Monday, July 25, 2011

The Victorian Chaise-Longue (1953) by Marghanita Laski

The Victorian Chaise-Longue

If ever I read a more boring book, I cannot remember it offhand. A young middle class wife and mother recovering from TB has her consciousness transposed into the body of her unmarried counterpart in 1864. The unpromising idea is developed in a stultifyingly monotonous narrative which drones on and on without a single character developed enough to make him interesting, without a memorable or unexpected line of dialogue, without a word that enlivens the page. It's not that Laski is a bad writer, exactly; she just seems no kind of writer at all. Funnily enough, she (or her main character) spends some effort on pondering the paradoxes of time, in line with Houghton's book I have just finished, but those speculations couldn't be more inane. Maybe this all-embracing boredom results from the fact that Laski aimed not at telling a story but at making a point (Milly, the 19th century girl, is denied acceptance for all the things that the 20th century Melly takes by right and without a second thought). The ending is finally horrific and out-of-balance with the routine writing, but even that does not dispel the boredom, or the suspicion that Laski herself couldn't care less about her story or her characters.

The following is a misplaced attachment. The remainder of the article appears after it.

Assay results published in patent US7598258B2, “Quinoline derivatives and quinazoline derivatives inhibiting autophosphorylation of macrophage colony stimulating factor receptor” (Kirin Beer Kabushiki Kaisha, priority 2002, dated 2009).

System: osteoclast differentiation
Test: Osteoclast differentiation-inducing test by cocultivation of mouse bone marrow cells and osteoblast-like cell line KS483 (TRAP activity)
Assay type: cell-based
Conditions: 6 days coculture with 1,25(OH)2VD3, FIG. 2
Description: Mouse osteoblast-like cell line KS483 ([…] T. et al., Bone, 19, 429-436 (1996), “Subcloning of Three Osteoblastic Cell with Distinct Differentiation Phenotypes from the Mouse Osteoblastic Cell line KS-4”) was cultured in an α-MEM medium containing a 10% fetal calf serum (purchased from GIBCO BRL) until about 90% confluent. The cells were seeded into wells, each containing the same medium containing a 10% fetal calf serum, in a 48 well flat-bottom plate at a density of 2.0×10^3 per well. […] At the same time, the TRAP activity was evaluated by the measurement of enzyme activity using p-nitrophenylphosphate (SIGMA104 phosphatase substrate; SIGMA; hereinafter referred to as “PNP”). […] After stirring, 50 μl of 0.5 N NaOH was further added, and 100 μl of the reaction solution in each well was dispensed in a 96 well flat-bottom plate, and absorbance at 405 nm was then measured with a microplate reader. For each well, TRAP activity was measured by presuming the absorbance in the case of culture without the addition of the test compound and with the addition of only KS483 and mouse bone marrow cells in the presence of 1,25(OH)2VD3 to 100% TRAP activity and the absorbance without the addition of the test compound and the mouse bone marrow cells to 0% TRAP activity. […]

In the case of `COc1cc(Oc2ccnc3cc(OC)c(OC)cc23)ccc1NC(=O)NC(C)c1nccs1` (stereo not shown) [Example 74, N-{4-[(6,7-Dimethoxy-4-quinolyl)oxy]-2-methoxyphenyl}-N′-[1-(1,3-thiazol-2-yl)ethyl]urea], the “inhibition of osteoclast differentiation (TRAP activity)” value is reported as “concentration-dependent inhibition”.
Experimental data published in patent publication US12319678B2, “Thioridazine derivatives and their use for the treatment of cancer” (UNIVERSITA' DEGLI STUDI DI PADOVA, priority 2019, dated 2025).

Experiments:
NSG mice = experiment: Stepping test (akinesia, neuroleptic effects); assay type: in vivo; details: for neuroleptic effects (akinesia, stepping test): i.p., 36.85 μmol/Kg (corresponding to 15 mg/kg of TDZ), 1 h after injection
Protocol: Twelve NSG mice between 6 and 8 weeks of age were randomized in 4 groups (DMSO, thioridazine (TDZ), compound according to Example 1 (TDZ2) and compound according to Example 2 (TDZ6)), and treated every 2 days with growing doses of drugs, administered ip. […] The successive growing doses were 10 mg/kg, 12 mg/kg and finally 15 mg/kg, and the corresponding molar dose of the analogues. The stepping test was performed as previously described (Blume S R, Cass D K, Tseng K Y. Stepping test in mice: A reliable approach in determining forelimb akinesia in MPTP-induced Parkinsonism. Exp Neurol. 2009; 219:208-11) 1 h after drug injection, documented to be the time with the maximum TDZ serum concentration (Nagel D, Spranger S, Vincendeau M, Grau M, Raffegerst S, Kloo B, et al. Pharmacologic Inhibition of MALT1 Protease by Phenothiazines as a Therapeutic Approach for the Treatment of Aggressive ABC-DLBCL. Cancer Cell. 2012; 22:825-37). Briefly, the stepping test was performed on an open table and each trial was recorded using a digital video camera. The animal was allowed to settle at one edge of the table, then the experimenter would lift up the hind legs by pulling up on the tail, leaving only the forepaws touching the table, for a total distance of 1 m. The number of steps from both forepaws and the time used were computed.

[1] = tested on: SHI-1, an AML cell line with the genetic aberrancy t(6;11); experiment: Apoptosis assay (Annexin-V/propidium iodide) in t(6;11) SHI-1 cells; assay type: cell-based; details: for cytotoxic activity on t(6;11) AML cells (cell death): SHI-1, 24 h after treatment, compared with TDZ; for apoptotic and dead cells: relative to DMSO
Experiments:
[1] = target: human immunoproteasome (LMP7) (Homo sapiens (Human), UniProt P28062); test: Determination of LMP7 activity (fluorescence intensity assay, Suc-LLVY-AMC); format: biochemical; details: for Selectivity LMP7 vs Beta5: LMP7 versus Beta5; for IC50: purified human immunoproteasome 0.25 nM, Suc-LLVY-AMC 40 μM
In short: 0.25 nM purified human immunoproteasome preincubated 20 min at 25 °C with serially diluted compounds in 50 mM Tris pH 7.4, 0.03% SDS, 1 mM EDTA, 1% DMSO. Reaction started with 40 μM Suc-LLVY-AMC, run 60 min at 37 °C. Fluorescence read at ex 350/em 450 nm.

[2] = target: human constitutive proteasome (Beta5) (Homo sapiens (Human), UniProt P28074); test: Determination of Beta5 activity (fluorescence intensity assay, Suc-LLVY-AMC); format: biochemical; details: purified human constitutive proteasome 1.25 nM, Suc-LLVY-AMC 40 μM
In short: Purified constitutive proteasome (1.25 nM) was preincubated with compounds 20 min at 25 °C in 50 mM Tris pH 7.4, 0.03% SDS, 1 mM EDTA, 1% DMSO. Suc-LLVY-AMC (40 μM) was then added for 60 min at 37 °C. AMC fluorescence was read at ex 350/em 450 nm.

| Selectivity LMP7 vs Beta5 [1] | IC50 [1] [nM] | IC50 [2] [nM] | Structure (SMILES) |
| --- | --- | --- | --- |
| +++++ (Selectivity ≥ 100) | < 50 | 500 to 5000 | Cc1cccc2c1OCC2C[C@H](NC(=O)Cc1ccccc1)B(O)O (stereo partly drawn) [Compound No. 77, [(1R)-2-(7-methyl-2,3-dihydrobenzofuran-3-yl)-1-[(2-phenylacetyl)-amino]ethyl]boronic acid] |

The only thing that I knew about Laski up to now was that she'd hated the Ripley books as a reviewer and publicly advised Highsmith to bury the character as soon as possible. Now that I've come across her own notions of storytelling and character development, I am not surprised.


Karyn said...

I couldn't see the point of this book either: the story was uninteresting, its message was trivial. Fortunately, it is only short.

And yet it is a book which you often find favourably reviewed, so it has some quality which other readers find entertaining, but one that I couldn't perceive.

polecat said...

I'd seen your review, Karyn, before reading this, but somehow the book sounded intriguing. Or maybe it's just that I am a sucker for those illustrated orange Penguin covers. I'd read anything under such cover. But it was an effort to stick with this one to the end.